Alan Pardew was officially appointed as manager of Newcastle United four years ago today, on December 9, 2010. It was an unpopular appointment at the time, and he continues to be an enigmatic personality on Tyneside. We'd like to pause to remember a bit about Pardew's last four years.
Today, Newcastle United sit in 7th place, 13 points away from both first place Chelsea and last place Leicester City. For a club that has finished 12th, 5th, 16th, and 10th since being promoted, it's somehow strangely poetic. Under Pardew, Newcastle have either been abject or on the verge of putting together something really special, but are never found anywhere in the middle, even if their position in the table signals mediocrity. Last season, where the Magpies sat in 6th place on Boxing Day and gained just 14 points afterward and finished 10th, is the most extreme example. It's worth mentioning that they only drew 4 matches that season, the lowest total in the league. Even the 2011-12 season was uneven. They started with a rather famous 11-match unbeaten streak, but many people forget that they immediately followed that with a 6-game stretch in which they earned just two points. The 16th place season also featured a run to the quarterfinals of the Europa League.
Periods of feast and famine have become the norm on Tyneside, and how you feel about that probably depends on what you've already decided about Pardew. If you're for him, you admire his resiliency and ability to pull the club out of a skid. If you're against him, the inconsistency is maddening.
Indeed, the Pardew era has been full of maddening bits, much of it real (negative tactics, inane waddle after a disappointing result, freezing out of promising young players) and perhaps much more of it imagined (players suddenly losing their talent under his tutelage, the halftime speech meme, a supposed inability to integrate French players).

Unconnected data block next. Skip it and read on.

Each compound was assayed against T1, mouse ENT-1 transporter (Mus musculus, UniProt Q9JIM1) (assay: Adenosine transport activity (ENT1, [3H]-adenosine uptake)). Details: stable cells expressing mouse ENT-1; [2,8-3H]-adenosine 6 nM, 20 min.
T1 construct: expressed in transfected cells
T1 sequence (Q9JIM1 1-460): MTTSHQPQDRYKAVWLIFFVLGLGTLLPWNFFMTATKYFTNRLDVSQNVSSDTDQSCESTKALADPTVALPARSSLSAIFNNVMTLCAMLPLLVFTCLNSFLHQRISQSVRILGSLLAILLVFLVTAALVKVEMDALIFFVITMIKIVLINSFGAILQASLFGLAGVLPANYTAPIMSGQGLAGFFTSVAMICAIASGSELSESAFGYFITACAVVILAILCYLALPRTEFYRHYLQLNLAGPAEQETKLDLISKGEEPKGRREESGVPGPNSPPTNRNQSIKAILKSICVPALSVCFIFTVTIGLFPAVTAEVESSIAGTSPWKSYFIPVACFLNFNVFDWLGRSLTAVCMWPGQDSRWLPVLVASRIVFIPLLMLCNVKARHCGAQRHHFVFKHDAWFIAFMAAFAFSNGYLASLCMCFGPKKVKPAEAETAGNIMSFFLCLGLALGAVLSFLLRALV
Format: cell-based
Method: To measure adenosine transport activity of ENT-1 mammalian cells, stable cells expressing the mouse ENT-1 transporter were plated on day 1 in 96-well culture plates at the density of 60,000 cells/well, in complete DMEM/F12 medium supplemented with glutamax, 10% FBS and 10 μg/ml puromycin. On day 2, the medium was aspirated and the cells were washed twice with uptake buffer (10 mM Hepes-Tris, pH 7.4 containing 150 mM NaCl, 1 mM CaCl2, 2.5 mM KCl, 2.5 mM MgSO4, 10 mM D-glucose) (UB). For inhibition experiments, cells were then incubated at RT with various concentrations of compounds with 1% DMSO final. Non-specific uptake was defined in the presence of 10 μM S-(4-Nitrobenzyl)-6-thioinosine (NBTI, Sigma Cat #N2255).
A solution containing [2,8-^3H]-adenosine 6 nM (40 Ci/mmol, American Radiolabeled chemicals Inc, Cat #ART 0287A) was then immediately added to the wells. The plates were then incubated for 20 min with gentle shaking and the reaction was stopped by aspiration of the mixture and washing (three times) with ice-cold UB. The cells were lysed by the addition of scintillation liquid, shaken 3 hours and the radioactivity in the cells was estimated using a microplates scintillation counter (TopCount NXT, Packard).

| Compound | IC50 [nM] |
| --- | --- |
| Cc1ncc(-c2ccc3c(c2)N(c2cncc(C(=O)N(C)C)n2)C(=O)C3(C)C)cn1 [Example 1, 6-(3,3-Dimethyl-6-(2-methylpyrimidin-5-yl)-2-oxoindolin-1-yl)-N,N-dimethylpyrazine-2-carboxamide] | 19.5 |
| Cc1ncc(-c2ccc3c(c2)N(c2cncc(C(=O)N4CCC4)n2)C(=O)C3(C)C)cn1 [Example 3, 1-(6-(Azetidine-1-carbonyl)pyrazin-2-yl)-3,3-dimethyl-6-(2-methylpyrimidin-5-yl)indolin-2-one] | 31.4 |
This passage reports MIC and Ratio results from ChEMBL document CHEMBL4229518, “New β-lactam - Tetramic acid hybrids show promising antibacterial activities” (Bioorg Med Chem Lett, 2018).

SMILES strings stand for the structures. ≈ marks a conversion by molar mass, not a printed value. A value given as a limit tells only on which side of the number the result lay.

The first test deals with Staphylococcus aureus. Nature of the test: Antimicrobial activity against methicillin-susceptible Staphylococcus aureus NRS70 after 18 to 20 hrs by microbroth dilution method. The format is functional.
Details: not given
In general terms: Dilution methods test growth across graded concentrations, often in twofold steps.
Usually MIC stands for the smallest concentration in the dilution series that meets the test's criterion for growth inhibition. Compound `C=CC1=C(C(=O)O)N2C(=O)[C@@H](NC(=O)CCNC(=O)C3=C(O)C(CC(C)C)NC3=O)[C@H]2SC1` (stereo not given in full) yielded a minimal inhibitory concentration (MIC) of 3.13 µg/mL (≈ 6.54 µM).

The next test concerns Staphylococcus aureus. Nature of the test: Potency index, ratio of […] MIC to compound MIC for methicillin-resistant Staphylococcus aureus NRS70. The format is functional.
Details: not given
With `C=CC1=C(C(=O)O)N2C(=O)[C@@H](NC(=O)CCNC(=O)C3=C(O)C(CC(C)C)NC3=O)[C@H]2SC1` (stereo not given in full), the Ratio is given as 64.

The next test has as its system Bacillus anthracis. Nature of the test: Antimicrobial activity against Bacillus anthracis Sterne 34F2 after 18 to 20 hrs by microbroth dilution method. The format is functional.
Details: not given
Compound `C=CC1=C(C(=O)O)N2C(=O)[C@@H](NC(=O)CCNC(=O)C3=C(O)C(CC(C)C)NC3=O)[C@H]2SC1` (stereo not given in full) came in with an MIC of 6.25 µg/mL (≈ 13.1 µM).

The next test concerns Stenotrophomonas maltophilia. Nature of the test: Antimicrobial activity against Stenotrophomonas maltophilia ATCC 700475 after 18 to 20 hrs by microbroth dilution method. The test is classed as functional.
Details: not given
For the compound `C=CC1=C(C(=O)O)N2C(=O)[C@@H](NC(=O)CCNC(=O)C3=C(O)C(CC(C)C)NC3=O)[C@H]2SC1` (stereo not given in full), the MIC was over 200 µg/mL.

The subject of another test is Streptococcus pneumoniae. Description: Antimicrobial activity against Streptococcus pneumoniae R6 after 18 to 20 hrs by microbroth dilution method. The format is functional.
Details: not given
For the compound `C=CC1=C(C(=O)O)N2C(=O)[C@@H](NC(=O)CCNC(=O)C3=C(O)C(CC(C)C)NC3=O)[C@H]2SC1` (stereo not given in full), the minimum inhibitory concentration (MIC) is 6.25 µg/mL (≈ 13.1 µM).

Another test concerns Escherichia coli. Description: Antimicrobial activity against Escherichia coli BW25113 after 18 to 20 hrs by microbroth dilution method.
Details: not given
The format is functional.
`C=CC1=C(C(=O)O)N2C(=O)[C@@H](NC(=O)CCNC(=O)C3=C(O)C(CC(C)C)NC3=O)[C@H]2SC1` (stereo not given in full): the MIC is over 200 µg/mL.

We've spilled plenty of digital ink calling for his head for these and other reasons, but today, we celebrate the resilience of a man who has done what nobody would have thought possible in 2010: he's survived Mike Ashley. So far. Whether it's been his decision or not, he's overseen the departures of the likes of Yohan Cabaye, Demba Ba, Andy Carroll, and a ton of effective complementary pieces. He's also remade the team in his own image, whatever that is. After 4 years, I'm still not 100% sure what Pardew's system would be if he were given total control of personnel. In any case, he's survived, despite numerous sideline confrontations and almost as many demonstrations and walkouts at St James' Park. In all competitions, he's amassed a record of 67 wins, 41 draws, and 69 losses, which sums up his tenure just about perfectly.
Happy anniversary, Alan Pardew. You made it four years, and you are currently the second-most tenured manager in the Premier League. Only six and a half years left to go.